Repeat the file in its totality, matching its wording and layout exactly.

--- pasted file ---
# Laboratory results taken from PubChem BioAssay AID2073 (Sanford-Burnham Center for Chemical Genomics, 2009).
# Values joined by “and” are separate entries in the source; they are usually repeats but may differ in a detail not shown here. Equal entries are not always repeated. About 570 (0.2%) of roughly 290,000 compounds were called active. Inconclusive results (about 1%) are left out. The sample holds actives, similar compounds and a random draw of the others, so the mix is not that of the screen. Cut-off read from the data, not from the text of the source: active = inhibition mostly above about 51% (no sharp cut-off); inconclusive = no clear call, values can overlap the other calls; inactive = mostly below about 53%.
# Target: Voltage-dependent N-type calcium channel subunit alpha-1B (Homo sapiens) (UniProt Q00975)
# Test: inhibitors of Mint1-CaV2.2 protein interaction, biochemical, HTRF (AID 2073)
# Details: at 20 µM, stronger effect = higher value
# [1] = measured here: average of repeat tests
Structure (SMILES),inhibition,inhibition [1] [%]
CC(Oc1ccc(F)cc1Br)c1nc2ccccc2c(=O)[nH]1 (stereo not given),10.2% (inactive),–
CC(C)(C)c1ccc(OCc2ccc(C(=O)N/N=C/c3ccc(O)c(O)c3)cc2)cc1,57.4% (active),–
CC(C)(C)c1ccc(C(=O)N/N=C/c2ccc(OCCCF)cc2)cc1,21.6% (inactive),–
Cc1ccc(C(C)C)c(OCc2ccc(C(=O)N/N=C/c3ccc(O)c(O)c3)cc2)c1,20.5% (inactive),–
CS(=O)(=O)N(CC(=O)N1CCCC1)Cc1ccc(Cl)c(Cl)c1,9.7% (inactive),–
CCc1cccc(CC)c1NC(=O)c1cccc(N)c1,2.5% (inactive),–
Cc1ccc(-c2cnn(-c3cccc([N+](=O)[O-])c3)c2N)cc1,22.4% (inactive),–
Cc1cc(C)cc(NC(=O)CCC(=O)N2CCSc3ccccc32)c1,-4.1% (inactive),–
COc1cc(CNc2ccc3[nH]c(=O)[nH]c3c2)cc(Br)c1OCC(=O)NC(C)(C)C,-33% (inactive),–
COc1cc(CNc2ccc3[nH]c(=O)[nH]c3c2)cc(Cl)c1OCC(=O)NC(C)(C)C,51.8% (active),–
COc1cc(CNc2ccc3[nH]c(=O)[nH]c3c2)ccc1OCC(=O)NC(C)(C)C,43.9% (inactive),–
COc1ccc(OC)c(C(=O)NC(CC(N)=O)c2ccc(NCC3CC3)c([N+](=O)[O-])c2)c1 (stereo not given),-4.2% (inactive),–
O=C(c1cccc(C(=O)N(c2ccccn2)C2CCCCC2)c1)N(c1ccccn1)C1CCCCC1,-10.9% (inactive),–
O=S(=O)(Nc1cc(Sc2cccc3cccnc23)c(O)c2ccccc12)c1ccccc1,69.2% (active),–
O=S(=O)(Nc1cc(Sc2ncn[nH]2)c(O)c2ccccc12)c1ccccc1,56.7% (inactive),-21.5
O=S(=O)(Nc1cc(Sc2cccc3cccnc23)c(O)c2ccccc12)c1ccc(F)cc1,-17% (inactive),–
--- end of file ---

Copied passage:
# Laboratory results taken from PubChem BioAssay AID2073 (Sanford-Burnham Center for Chemical Genomics, 2009).
# Values joined by “and” are separate entries in the source; they are usually repeats but may differ in a detail not shown here. Equal entries are not always repeated. About 570 (0.2%) of roughly 290,000 compounds were called active. Inconclusive results (about 1%) are left out. The sample holds actives, similar compounds and a random draw of the others, so the mix is not that of the screen. Cut-off read from the data, not from the text of the source: active = inhibition mostly above about 51% (no sharp cut-off); inconclusive = no clear call, values can overlap the other calls; inactive = mostly below about 53%.
# Target: Voltage-dependent N-type calcium channel subunit alpha-1B (Homo sapiens) (UniProt Q00975)
# Test: inhibitors of Mint1-CaV2.2 protein interaction, biochemical, HTRF (AID 2073)
# Details: at 20 µM, stronger effect = higher value
# [1] = measured here: average of repeat tests
Structure (SMILES),inhibition,inhibition [1] [%]
CC(Oc1ccc(F)cc1Br)c1nc2ccccc2c(=O)[nH]1 (stereo not given),10.2% (inactive),–
CC(C)(C)c1ccc(OCc2ccc(C(=O)N/N=C/c3ccc(O)c(O)c3)cc2)cc1,57.4% (active),–
CC(C)(C)c1ccc(C(=O)N/N=C/c2ccc(OCCCF)cc2)cc1,21.6% (inactive),–
Cc1ccc(C(C)C)c(OCc2ccc(C(=O)N/N=C/c3ccc(O)c(O)c3)cc2)c1,20.5% (inactive),–
CS(=O)(=O)N(CC(=O)N1CCCC1)Cc1ccc(Cl)c(Cl)c1,9.7% (inactive),–
CCc1cccc(CC)c1NC(=O)c1cccc(N)c1,2.5% (inactive),–
Cc1ccc(-c2cnn(-c3cccc([N+](=O)[O-])c3)c2N)cc1,22.4% (inactive),–
Cc1cc(C)cc(NC(=O)CCC(=O)N2CCSc3ccccc32)c1,-4.1% (inactive),–
COc1cc(CNc2ccc3[nH]c(=O)[nH]c3c2)cc(Br)c1OCC(=O)NC(C)(C)C,-33% (inactive),–
COc1cc(CNc2ccc3[nH]c(=O)[nH]c3c2)cc(Cl)c1OCC(=O)NC(C)(C)C,51.8% (active),–
COc1cc(CNc2ccc3[nH]c(=O)[nH]c3c2)ccc1OCC(=O)NC(C)(C)C,43.9% (inactive),–
COc1ccc(OC)c(C(=O)NC(CC(N)=O)c2ccc(NCC3CC3)c([N+](=O)[O-])c2)c1 (stereo not given),-4.2% (inactive),–
O=C(c1cccc(C(=O)N(c2ccccn2)C2CCCCC2)c1)N(c1ccccn1)C1CCCCC1,-10.9% (inactive),–
O=S(=O)(Nc1cc(Sc2cccc3cccnc23)c(O)c2ccccc12)c1ccccc1,69.2% (active),–
O=S(=O)(Nc1cc(Sc2ncn[nH]2)c(O)c2ccccc12)c1ccccc1,56.7% (inactive),-21.5
O=S(=O)(Nc1cc(Sc2cccc3cccnc23)c(O)c2ccccc12)c1ccc(F)cc1,-17% (inactive),–